Localizing Gender Identity

mdragsbaek

By Maddie Dragsbaek

When someone is transgender, it means that they do not identify with the gender assigned to them at birth. Their gender identity does not match their sex. Whereas when someone is gender fluid, it means that they do not strictly identify as male or female. They could identify as both or as neither.

Recently in our media, the LGBT community and more specifically the trans community has been getting a lot of attention due to the Bruce Jenner story. On April 24, 2015, Bruce Jenner publicly came out as Transgender and joined the likes of celebrities such as Laverne Cox in making this topic far less taboo.

“For all intents and purposes, I am a woman”, says Jenner.

His story immediately gained intense media coverage and so ignorance surrounding the topic started to decrease. The population took to social media and started asking questions and finding answers on topics ranging from gender identity and expression to sexual orientation.

HHS Sophomore and GSA Secretary John Thornton hopes to make our school a more accepting place for those who don't follow the gender binary. Photo by Maddie Dragsbaek.
HHS Sophomore and GSA Secretary John Thornton talks about how to make our school a more accepting place for those who don’t follow the gender binary. Photo by Maddie Dragsbaek.

HHS Sophomore and Secretary of GSA, John Thornton adds, “I think it’s really awesome that we have been able to accept it as legible and that we’re not in the place that we used to be.”

The story has brought light onto a question that many members and supporters of the LGBT community have been asking for years: What can we do to make the world and our individual communities a friendlier place for those who don’t follow the gender binary?

“I think it’s awesome, a real step forward”, mentions Thornton in regards to the neutralization of gender during graduation. “One of my friends doesn’t identify in the gender binary, they are gender fluid. And when they heard about it, they were ecstatic. It’s great that we aren’t conforming to those male and female roles anymore.”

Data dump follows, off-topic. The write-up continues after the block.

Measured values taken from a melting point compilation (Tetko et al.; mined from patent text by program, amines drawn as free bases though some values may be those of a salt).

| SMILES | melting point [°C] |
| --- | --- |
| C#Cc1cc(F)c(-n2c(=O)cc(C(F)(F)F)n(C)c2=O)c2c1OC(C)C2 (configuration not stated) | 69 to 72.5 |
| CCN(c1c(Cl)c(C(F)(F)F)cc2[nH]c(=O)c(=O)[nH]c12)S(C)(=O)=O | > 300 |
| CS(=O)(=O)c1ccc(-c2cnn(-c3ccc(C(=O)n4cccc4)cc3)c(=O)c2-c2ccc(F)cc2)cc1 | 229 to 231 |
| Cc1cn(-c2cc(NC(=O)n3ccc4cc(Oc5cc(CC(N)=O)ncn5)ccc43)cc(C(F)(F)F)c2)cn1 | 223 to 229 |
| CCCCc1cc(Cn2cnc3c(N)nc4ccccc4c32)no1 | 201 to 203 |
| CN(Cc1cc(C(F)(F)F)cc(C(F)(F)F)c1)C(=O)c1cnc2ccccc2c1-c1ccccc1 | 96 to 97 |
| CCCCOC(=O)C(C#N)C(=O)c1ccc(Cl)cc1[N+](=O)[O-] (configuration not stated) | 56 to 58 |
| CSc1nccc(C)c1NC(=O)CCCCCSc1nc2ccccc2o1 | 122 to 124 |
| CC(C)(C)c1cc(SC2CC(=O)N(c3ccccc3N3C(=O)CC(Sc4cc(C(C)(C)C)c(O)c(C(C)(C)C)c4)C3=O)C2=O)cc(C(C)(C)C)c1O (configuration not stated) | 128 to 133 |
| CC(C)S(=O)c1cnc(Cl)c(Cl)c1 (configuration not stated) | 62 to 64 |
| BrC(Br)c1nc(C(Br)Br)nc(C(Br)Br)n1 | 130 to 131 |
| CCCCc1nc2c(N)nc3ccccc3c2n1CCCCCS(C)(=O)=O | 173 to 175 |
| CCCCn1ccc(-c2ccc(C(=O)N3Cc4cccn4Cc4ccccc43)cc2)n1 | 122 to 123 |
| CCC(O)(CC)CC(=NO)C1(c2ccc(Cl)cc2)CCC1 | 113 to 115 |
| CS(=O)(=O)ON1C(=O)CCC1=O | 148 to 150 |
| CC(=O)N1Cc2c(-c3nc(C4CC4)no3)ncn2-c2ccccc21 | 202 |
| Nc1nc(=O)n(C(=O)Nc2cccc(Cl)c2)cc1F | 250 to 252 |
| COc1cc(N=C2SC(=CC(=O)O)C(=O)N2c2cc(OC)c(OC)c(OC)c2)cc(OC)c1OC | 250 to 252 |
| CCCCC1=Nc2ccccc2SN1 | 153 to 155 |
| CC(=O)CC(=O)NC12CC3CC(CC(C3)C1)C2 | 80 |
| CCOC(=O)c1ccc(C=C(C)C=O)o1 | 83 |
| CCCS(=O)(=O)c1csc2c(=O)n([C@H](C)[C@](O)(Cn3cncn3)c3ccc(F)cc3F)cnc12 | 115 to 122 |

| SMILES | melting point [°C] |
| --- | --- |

Earlier in the year, It was announced that the senior class would graduate united in the color green instead of divided by gender with girls in white robes and boys in green.

“As principal, it is my responsibility to create a safe and supportive environment for all of our students. Eliminating gender based cap and gown colors at this time is consistent with our core values of respecting human differences and fostering cooperative and caring relationships,” says Principal Bishop in his letter regarding the topic.

It was a definite step in the right direction but there is still so much to be done in our school system and in many others.

“Have an active discussion about it!” adds HHS Sophomore and Vice President of GSA, Caroline Goodwin. “Ask questions, If you don’t understand something– just ask them! Say ‘Hey I don’t understand this, Could you explain this to me?’ or just, use Google. It’s good to ask questions.”

HHS Sophomore and GSA Vice President Caroline Goodwin encourages questions and active discussions to help those who are confused better understand and promote acceptance. Photo by Maddie Dragsbaek.
HHS Sophomore and GSA Vice President Caroline Goodwin encourages questions and active discussions to help those who are confused better understand and promote acceptance. Photo by Maddie Dragsbaek.

There are a bunch of little things teachers, staff, and students alike can do to make learning environments more comfortable and accepting for students of all backgrounds.

“Something that teachers could do, at the beginning of the year, is just talking about preferred pronouns. Some people prefer he him his, she her hers, they them theirs… That’s just one small thing that definitely increases comfort and emotional acceptance for people,” adds Thornton.

There is much to be learned on the topic as it becomes more actively talked about in our media, “I just hope people stay aware of what’s happening in the news and around our community, and just keep yourself educated and avoid ignorance,” says Goodwin.

The LGBT community encourages teachers to get “Safe Space” stickers to put on their doors so that students know they are walking into a room that radiates acceptance.
It’s the little things and as a community, we can all do our part to make sure our learning environments are welcoming and accepting of all students that currently, and will attend HHS.

Print Friendly, PDF & Email